US Creationists Unswayed by Evolution Exhibition
They plan to become doctors, researchers and professors, but these students from Liberty University, an evangelical school, also believe that God created the Earth in a week, around 6,000 years ago.
Each year, a group of biology students at the Christian university based in Lynchburg, Virginia, travels to the Natural History Museum in Washington to learn about a theory they dismiss as incorrect - Darwin's theory of evolution.
The young "creationists" examined a model of the Morganucodon rat, believed to be the first and common ancestor of mammals that appeared some 210 million years ago.
Lauren Dunn, 19, a second-year biology student, was unimpressed.
"210 million years, that's arbitrary. They put that time to make up for what they don't know," she said.
Nathan Hubbard, a 20 year-old from Michigan and a first-year biology major who plans to become a doctor, regarded the model with suspicion.
"There is no scientific, biological genetic way that this, this rat, could become you," he said, seemingly scandalised by the proposition.
Liberty University is the most prominent evangelical university in the United States, with around 12,000 students who adhere to strict rules and regulations regarding moral conduct.
Its biology curriculum includes a course on "Young Earth Creationism", which juxtaposes Charles Darwin's Origin of the Species with the Book of Genesis.
"In order to be the best creationist, you have to be the best evolutionist you can be," said Marcus Ross, who teaches paleontology and says of Adam and Eve: "I feel they were real people, they were the first people."
David DeWitt, a Liberty University biology professor, opens his classes with a prayer, asking God to help him teach his students.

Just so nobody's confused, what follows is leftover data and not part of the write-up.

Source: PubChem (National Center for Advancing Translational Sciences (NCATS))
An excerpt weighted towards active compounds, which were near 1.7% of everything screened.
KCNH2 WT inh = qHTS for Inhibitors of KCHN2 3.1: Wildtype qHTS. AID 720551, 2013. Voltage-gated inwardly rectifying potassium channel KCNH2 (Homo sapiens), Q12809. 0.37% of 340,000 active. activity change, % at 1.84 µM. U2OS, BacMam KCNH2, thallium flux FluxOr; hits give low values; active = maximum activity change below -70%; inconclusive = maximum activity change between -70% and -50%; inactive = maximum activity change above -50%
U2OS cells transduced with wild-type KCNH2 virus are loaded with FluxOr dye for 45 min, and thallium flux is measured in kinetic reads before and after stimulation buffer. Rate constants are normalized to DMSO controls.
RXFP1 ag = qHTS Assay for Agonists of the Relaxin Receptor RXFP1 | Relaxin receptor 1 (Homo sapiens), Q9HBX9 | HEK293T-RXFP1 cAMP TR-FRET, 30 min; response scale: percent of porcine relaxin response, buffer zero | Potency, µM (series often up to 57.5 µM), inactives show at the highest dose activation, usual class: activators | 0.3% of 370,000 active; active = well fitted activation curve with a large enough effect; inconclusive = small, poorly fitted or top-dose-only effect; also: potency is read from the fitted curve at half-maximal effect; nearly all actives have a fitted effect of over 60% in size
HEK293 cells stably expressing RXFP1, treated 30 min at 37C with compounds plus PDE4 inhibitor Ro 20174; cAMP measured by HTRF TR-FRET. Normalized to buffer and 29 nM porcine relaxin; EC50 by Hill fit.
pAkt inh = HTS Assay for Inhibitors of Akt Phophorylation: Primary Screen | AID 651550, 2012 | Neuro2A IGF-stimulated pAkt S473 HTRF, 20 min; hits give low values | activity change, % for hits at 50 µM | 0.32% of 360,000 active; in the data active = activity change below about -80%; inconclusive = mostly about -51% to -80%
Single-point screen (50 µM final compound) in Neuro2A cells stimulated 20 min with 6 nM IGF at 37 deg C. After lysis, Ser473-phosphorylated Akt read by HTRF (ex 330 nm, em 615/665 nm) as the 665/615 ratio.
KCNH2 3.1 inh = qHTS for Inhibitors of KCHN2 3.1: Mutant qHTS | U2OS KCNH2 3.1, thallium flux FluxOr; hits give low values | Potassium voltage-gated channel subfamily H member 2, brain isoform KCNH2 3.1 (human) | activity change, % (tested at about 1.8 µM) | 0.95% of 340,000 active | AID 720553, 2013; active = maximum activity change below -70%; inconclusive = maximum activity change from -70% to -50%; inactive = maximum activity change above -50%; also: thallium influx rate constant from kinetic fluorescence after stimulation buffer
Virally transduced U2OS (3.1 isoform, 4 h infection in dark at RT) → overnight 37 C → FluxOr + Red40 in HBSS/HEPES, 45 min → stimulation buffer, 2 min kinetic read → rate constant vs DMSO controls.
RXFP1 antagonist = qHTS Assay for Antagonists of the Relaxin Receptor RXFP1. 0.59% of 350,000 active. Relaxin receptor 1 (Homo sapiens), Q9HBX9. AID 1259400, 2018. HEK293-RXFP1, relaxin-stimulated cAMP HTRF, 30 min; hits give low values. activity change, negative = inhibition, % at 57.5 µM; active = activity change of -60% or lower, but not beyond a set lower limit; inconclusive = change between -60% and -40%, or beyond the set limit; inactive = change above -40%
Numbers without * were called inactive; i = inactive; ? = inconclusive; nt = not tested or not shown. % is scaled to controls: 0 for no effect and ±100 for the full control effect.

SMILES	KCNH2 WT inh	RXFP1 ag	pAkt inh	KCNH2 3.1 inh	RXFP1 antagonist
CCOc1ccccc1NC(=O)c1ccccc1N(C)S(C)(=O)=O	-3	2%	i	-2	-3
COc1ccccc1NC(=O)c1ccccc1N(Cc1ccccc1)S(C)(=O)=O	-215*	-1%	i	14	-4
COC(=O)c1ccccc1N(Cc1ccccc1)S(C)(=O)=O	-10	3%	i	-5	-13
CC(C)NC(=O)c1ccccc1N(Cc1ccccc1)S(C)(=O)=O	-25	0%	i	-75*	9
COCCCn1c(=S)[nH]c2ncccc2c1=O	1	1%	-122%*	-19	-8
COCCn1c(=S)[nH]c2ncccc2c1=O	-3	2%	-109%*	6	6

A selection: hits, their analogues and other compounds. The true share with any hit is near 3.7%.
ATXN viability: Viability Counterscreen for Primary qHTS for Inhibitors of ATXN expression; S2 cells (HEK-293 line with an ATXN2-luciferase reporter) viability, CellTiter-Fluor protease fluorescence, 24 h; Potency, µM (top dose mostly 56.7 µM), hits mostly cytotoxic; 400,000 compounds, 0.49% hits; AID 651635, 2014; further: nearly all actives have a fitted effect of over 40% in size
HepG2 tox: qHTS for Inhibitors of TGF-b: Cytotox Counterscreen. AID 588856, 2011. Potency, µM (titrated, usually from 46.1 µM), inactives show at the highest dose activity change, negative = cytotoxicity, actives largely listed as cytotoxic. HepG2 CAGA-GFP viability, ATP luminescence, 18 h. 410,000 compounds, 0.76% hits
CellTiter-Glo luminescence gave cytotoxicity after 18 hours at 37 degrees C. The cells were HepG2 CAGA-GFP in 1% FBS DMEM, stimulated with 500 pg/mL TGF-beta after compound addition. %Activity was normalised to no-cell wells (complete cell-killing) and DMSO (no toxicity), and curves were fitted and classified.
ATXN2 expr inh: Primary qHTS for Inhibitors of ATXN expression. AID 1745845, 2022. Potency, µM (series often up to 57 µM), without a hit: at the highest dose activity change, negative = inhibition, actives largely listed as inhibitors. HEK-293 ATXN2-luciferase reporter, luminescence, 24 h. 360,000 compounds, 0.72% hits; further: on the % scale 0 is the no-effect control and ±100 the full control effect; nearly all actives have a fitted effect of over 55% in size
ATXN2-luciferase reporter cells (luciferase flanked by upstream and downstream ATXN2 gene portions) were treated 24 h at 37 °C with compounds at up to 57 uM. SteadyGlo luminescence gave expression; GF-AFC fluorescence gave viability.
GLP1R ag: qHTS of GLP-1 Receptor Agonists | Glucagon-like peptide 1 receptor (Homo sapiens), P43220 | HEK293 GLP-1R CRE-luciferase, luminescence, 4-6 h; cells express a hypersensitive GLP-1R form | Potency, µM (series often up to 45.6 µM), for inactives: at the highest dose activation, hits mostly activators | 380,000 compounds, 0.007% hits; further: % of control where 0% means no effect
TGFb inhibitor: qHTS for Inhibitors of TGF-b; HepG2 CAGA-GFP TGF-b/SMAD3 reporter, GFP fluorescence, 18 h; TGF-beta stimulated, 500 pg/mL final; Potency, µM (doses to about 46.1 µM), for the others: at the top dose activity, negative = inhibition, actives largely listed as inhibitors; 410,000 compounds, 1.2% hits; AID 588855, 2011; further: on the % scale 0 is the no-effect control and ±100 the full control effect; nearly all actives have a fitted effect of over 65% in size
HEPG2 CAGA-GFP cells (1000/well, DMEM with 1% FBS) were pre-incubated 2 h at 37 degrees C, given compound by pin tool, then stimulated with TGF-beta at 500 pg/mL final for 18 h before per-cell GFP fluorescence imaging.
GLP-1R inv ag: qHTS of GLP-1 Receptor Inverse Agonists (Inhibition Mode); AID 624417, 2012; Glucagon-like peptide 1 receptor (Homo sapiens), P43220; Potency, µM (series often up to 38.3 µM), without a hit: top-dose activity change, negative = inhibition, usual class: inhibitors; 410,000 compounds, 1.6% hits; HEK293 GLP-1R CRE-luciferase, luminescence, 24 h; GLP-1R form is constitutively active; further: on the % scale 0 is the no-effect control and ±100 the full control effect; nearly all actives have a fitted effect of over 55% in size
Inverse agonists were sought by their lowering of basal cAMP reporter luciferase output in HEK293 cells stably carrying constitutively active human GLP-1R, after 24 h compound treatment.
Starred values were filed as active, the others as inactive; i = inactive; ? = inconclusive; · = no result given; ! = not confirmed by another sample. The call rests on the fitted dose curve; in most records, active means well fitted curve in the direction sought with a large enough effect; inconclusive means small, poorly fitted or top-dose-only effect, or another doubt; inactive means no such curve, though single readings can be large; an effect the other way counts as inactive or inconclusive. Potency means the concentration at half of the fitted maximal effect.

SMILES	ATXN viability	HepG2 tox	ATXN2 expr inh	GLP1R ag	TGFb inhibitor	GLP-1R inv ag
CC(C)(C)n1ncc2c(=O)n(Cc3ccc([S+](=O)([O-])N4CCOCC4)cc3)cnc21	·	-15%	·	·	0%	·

"I pray that you help me to teach effectively and help the students to learn and defend their faith," he says.
Strongly expressed faith is not unusual in the United States, a country where 80 per cent of the population claim to believe in God and ascribe to established religions.
Polls taken in the last two years found that between 44 and 46 per cent of Americans believe that the Earth was created in a week, somewhere between 6,000 and 10,000 years ago.
Creationism, an increasingly popular theory in the United States and elsewhere in the world, rejects Darwin's theory that all living species evolved over the course of billions of years via the process of natural selection.
The school of thought has adherents among Jehovah's Witnesses and some fundamentalist Muslims, but in the United States it has won the most converts in the evangelical Christian community.
Former president George W. Bush, a born-again Christian, is among those who say evolutionary theory does not fully explain the Earth's creation, though the ex-president also noted he is not a "literalist" when it comes to the Bible.
Creationist belief has implications for the way people understand a variety of fields, including biology, paleontology and astronomy, but also impacts questions about climate change and educational debates.
At the Smithsonian Institute, among crowds of weekend visitors, the Liberty University students visited the evolution exhibition,.
But Darwin's explanation for why giraffes have long necks - that they evolved over time so they could reach higher foliage - and displays of fossil evidence failed to sway them.
"Creationism and evolutionism have different ways of explaining the evidence. The creationist way recognises the importance of biblical records," said Ross.
He teaches his students that dinosaurs were wiped from the face of the Earth 4,000 to 5,000 years ago during the flood that Noah survived by building an ark.
He says carbon-dating techniques that have been used to suggest the Earth is in fact billions of years old are simply not reliable.
He doesn't reject one prominent theory that dinosaurs were wiped out by a massive asteroid that collided into Earth, but suggests the collision coincided with the biblical flood.
Though Ross acknowledges that the United States is among the most welcoming environments in the world for creationists, he said it can be difficult to convince people to take him and his beliefs seriously.
"The attitude is when you are a creationist you are ignorant of the facts," he said.